“While we are living our present life, we should happily practice kind speech.”“Kind speech” means the words uttered from our kind and loving heart, wishing that all people may live a happy life and enjoy a peaceful state of mind. It is said that this practice of kind speech fully contains the practice of generosity, beneficial action and sympathetic cooperation within itself. So for this year again we focus on “kind speech” as a pillar of our practice.
Kind speech is the conduct of the bodhisattva who, whether he or she is experiencing joy or sorrow in life, always cares about and supports others and leads them to the Buddha Way.
To recite “Namu Shakyamuni Butsu" (Homage to Shakyamuni Buddha) is the foundation of kind speech.
Let us set an example of practicing generosity, kind speech, beneficial action and sympathetic cooperation. May we realize an ideal society where people live harmoniously, recognizing their shared suffering, thinking and acting with empathy toward others.
Head Priest of the Sotoshu, Omichi Kosen Zenji
What is “kind speech?"
“Kind speech” refers to words or actions that come out of a caring heart, and the basis of a caring heart is the loving-kindness of a bodhisattva toward sentient beings. When we are calm and peaceful, we are able to understand others well and with empathy. The words (actions) emanated from that state flow forth sometimes strict, sometimes gentle and compassionate.
Snippets edited from Wikipedia resources:
• Sōtō Zen (Ch. Caodong), or the Sōtō school (Sotoshū) is (with Rinzai and Ōbaku), one of three sects of Zen in Japanese Buddhism.
The Sōtō sect was first established as the Caodong sect during the Tang Dynasty in China by Dongshan Liangjie in the 9th century, which Dogen Zenji then brought to Japan in the 13th century. Dogen is remembered today as the co-patriarch of Sōtō Zen in Japan along with Keizan Jōkin. One of the signature features of this school is found in its practice of Shikantaza, a particular approach to zazen which is sometimes referred to as "just sitting" or "silent illumination."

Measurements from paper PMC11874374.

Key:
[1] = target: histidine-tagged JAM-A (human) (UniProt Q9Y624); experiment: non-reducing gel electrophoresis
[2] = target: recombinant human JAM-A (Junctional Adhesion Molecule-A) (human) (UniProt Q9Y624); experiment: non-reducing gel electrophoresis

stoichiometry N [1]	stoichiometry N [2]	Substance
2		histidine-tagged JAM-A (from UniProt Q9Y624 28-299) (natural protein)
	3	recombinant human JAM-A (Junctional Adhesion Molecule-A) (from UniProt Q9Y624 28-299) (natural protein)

• Shikantaza is a Japanese term for zazen introduced by Rujing and associated most with the Soto school of Zen Buddhism, but which also is "the base of all Zen disciplines." According to Dōgen Zenji, shikantaza i.e. resting in a state of brightly alert attention that is free of thoughts, directed to no object, and attached to no particular content—is the highest or purest form of Zazen, zazen as it was practiced by all the buddhas of the past.
"Zazen" - calligraphy handed out by Rev. Nakano at Sonoma Mountain Zen Center on October 23, 2010
• Zazen is at the heart of Zen Buddhist practice. The aim of zazen is just sitting, "opening the hand of thought." Once the mind is able to be unhindered by its many layers, one will then be able to realize one's true Buddha nature. In Zen Buddhism, zazen (literally "seated meditation") is a meditative discipline practitioners perform to calm the body and the mind and experience insight into the nature of existence and thereby gain enlightenment.
For more about Zen & Buddhism visit the page "Master of the Shakuhachi"
Sonoma Mountain Zen Center was formed by Jakusho Kwong-roshi in 1973 to continue the Soto Zen lineage of Shunryu Suzuki-roshi and to make everyday Zen available to people in Sonoma County. We are situated on 80 acres of rolling hills and mountainous land, located 11 miles from the town of Santa Rosa. Our sangha consists of a small residence and a larger membership that joins us in Zen practice from the local area, as well as other parts of the United States and Europe.
SOTOZEN-NET official site (english)
A Message from the Head Priest of Sotoshu
Workshop at the Zen Center with Issho Fujita
Master of the Shakuhachi
• & about Zen & Buddhism
SMZC Mandala Bazaar
Dharma Wheel artwork & About Dharma